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Editorial: Voters deliver clear mandates in Easthampton, Northampton

  • Newly elected Easthampton Mayor Nicole LaChapelle, center left, shakes hands with Sarah Shapiro while greeting a crowd of supporters at the Brass Cat on Tuesday. GAZETTE FILE PHOTO


Friday, November 10, 2017

Voters on Tuesday delivered clear messages for change in Easthampton and stability in Northampton.

Attorney Nicole M. LaChapelle, 50, who was elected as Easthampton’s third mayor, brings a fresh perspective and forward-looking leadership needed in the city that continues to grow more diverse. Her challenge now is to reach out to all residents, including those who believe their voices have not been heard, in forging a stronger community.

LaChapelle delivered a message of unity Tuesday night after receiving 53.8 percent of the vote to defeat Joy E. Winnie, who served 21 years on the City Council. “I think it’s also a time to give every resident a voice, regardless of their color, their orientation, what they believe in — they’re a resident and they have a seat at our table,” LaChapelle said. “Our table is going to get much, much bigger.”

When LaChapelle takes office Jan. 2 she will break a 21-year political chain since Easthampton became a city. Its other two mayors, Michael Tautznik, who served for 17 years, and Karen Cadieux, who held the office for four years before deciding to retire, both endorsed Winnie, who emphasized her experience in city government and roots as an Easthampton native.

Voters elected LaChapelle during a year marked by a divisive discussion over whether the city should become a sanctuary city providing added protection to immigrants, and a damning report by the state attorney general’s office that detailed racial bias, discrimination and administrative unresponsiveness in how students are disciplined at the high school.

We expect that LaChapelle will engage the community in examining “what it means to be a welcoming city,” as she pledged during the campaign, as well as what led to a years-long pattern of minority students being subjected to more severe discipline than white students at the high school. While those conversations may be difficult at times, we hope that they lead to a greater understanding and tolerance for differences among all residents of Easthampton.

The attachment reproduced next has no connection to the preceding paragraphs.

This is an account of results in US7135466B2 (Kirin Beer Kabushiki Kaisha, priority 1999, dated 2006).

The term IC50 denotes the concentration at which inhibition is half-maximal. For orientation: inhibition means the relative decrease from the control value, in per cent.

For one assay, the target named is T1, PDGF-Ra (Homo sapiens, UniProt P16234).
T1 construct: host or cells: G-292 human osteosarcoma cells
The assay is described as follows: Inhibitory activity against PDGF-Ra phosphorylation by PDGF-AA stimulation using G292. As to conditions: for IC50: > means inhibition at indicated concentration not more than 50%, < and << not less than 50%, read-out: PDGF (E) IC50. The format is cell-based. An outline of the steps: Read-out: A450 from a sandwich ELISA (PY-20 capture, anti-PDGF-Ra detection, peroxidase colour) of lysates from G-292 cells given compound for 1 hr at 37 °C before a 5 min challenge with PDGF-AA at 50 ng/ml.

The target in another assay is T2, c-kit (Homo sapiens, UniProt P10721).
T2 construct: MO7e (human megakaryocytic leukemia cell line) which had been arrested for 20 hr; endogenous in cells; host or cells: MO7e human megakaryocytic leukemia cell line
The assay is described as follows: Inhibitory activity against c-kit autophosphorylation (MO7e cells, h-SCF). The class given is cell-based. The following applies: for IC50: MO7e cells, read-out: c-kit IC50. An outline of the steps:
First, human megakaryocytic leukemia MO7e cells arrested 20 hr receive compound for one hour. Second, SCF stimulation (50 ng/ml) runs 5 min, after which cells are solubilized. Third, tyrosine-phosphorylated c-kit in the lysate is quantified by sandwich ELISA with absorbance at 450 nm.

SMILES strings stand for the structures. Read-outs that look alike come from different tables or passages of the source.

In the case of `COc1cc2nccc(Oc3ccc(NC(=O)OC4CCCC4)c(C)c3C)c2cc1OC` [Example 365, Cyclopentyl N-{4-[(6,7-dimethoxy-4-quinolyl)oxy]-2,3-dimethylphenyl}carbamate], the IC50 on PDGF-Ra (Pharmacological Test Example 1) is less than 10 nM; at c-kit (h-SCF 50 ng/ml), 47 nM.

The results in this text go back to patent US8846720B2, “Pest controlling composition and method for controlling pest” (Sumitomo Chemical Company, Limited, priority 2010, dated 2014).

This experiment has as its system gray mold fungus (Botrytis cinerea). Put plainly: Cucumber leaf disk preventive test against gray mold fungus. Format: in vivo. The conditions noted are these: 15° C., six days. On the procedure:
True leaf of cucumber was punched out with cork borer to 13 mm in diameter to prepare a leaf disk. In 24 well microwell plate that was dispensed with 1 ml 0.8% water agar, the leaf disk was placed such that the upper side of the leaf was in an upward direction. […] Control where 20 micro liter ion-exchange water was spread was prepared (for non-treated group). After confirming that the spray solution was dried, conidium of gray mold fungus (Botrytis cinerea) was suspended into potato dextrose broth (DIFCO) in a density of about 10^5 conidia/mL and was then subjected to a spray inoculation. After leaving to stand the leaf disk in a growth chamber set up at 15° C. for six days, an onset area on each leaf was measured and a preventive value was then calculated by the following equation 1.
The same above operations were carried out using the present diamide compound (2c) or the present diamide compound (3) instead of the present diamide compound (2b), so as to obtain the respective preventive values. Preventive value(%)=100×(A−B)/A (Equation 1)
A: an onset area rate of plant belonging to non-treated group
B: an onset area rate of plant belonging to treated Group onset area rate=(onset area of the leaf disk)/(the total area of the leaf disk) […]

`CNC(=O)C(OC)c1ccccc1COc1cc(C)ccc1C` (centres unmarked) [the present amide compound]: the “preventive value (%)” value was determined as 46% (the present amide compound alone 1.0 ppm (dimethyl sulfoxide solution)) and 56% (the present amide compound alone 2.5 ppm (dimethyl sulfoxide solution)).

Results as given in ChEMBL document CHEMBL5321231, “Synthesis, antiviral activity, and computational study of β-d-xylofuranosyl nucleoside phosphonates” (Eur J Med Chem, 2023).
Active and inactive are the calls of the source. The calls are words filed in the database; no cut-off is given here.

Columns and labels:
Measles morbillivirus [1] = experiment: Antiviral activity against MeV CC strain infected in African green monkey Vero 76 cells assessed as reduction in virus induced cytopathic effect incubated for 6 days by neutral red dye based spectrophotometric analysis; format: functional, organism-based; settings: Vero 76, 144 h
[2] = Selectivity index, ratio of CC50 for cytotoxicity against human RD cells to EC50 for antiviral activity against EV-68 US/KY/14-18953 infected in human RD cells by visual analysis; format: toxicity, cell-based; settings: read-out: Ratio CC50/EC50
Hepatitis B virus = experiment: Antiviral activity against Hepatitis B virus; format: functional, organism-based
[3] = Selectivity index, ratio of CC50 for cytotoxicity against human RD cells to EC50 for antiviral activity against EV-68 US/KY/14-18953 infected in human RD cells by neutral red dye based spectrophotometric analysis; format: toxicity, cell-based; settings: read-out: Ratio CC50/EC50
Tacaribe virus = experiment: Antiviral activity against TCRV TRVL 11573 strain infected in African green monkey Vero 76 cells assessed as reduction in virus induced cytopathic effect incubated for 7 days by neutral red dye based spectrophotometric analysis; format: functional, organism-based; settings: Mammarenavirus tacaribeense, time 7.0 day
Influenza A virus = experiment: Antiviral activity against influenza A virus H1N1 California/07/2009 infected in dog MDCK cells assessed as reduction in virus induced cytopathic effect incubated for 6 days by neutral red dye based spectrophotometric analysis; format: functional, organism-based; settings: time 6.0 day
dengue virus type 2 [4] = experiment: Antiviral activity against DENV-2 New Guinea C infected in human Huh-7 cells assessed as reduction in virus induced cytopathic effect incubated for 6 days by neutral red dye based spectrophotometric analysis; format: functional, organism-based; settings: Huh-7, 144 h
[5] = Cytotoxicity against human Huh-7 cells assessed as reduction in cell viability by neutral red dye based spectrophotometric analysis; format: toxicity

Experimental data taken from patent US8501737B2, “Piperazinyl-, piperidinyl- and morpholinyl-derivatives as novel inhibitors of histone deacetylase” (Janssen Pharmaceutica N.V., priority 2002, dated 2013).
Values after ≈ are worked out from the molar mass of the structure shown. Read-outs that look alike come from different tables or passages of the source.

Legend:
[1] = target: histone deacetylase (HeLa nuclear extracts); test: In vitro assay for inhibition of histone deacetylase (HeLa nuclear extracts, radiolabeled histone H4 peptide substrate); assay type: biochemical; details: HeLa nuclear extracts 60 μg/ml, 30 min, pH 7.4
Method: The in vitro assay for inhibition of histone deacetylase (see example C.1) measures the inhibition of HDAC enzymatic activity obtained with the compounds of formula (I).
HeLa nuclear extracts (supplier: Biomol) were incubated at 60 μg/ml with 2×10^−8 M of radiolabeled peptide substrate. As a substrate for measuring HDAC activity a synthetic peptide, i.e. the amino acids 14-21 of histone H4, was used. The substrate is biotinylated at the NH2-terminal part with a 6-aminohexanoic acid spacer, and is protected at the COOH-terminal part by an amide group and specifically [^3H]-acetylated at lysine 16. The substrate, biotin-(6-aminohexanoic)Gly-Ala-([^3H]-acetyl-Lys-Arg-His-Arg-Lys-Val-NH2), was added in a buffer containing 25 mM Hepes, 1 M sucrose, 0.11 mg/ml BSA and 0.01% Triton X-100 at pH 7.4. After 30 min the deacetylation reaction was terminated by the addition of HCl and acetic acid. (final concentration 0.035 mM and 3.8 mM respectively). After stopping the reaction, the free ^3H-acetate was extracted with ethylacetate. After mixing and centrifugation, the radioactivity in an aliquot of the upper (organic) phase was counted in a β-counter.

LaChapelle said Wednesday that education will be a major focus of her first year as mayor. She will play a key role as a member of the School Committee in seeking voter approval next spring of a consolidated pre-kindergarten through Grade 8 school, and selecting a new superintendent to succeed Nancy Follansbee, who will retire in June. The mayor-elect pledged to “cast as wide a net as possible” in choosing a new school leader.

Four of the other six school board members also are newcomers — Alexandra Dodge, Shannon M. Dunham, Laurie A. Garcia and Jonathan M. Schmidt. They join Marissa L. Carrere and Cynthia L. Kwiecinski, the only two incumbents who sought re-election.

Carrere was outspoken last summer in her reaction to the attorney general’s report, saying that “district leadership owes a profound apology to the students and their families who have been affected by racism and discrimination in the school environment.”

On Tuesday, Carrere said she looks forward to working with LaChapelle, and pointed to her support for diversity, special education and overall equality in education.

We expect that LaChapelle’s skills, including her commitment to transparency and inclusiveness in government, will help her bring unifying leadership to Easthampton.

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In Northampton, voters gave Mayor David J. Narkewicz an overwhelming mandate as he was re-elected to a third term with 78.8 percent of the vote against challenger John D. Riley.

That gives Narkewicz another fours years to continue his work on an impressive array of projects, including downtown improvements, developing more affordable housing, supporting education and the arts, addressing climate change and other environmental issues, and continuing his leadership in providing a welcoming atmosphere for all in Northampton.

The contest for city clerk was only slightly closer as Pamela L. Powers received 72.3 percent of the vote to defeat Robert J. Driscoll. A middle school history teacher, Driscoll had the support of the past three city clerks, Wendy Mazza, Christine Skorupski and Adeline Murray.

Powers cited her six years of work in City Hall, including assistant city clerk from 2011 to 2014, and then clerk of the City Council. Powers has been interim city clerk since July, when Mazza retired.

“I think in the end the voters made … the choice that said experience matters,” Powers said Tuesday night. We agree and believe that she will provide the same dedicated, professional service that marked the last four decades under Mazza, Skorupski and Murray.